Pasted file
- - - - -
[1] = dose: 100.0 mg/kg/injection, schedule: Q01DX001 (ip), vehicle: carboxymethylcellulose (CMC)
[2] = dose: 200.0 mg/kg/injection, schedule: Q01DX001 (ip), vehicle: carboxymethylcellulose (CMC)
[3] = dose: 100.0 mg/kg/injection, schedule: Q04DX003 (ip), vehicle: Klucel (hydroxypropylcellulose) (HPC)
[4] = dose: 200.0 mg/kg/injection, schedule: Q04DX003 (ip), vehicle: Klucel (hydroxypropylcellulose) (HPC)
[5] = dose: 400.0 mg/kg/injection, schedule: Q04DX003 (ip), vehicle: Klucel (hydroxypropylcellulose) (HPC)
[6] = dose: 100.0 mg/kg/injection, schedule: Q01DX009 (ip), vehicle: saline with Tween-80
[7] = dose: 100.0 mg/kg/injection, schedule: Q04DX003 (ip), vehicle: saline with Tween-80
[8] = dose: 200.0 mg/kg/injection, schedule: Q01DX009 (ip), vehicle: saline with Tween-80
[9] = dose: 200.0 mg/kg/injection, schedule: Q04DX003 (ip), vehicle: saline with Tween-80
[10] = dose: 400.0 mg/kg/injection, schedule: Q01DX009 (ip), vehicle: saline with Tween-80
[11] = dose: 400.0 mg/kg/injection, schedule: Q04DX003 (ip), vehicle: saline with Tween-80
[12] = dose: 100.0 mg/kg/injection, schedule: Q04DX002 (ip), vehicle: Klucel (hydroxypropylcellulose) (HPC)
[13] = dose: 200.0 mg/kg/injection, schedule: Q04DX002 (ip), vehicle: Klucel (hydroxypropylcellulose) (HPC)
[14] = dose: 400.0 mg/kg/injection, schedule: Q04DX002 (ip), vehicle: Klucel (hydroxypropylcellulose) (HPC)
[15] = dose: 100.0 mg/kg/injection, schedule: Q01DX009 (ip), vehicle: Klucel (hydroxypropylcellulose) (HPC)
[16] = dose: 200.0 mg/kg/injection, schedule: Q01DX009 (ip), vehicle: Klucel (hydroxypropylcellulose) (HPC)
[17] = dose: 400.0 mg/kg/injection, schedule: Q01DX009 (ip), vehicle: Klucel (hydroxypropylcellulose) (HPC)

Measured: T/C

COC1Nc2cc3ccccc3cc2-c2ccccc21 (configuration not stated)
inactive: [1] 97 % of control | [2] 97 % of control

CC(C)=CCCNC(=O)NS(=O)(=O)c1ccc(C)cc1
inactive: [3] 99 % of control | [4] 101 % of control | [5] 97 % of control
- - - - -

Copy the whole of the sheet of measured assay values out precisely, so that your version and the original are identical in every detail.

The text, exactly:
[1] = dose: 100.0 mg/kg/injection, schedule: Q01DX001 (ip), vehicle: carboxymethylcellulose (CMC)
[2] = dose: 200.0 mg/kg/injection, schedule: Q01DX001 (ip), vehicle: carboxymethylcellulose (CMC)
[3] = dose: 100.0 mg/kg/injection, schedule: Q04DX003 (ip), vehicle: Klucel (hydroxypropylcellulose) (HPC)
[4] = dose: 200.0 mg/kg/injection, schedule: Q04DX003 (ip), vehicle: Klucel (hydroxypropylcellulose) (HPC)
[5] = dose: 400.0 mg/kg/injection, schedule: Q04DX003 (ip), vehicle: Klucel (hydroxypropylcellulose) (HPC)
[6] = dose: 100.0 mg/kg/injection, schedule: Q01DX009 (ip), vehicle: saline with Tween-80
[7] = dose: 100.0 mg/kg/injection, schedule: Q04DX003 (ip), vehicle: saline with Tween-80
[8] = dose: 200.0 mg/kg/injection, schedule: Q01DX009 (ip), vehicle: saline with Tween-80
[9] = dose: 200.0 mg/kg/injection, schedule: Q04DX003 (ip), vehicle: saline with Tween-80
[10] = dose: 400.0 mg/kg/injection, schedule: Q01DX009 (ip), vehicle: saline with Tween-80
[11] = dose: 400.0 mg/kg/injection, schedule: Q04DX003 (ip), vehicle: saline with Tween-80
[12] = dose: 100.0 mg/kg/injection, schedule: Q04DX002 (ip), vehicle: Klucel (hydroxypropylcellulose) (HPC)
[13] = dose: 200.0 mg/kg/injection, schedule: Q04DX002 (ip), vehicle: Klucel (hydroxypropylcellulose) (HPC)
[14] = dose: 400.0 mg/kg/injection, schedule: Q04DX002 (ip), vehicle: Klucel (hydroxypropylcellulose) (HPC)
[15] = dose: 100.0 mg/kg/injection, schedule: Q01DX009 (ip), vehicle: Klucel (hydroxypropylcellulose) (HPC)
[16] = dose: 200.0 mg/kg/injection, schedule: Q01DX009 (ip), vehicle: Klucel (hydroxypropylcellulose) (HPC)
[17] = dose: 400.0 mg/kg/injection, schedule: Q01DX009 (ip), vehicle: Klucel (hydroxypropylcellulose) (HPC)

Measured: T/C

COC1Nc2cc3ccccc3cc2-c2ccccc21 (configuration not stated)
inactive: [1] 97 % of control | [2] 97 % of control

CC(C)=CCCNC(=O)NS(=O)(=O)c1ccc(C)cc1
inactive: [3] 99 % of control | [4] 101 % of control | [5] 97 % of control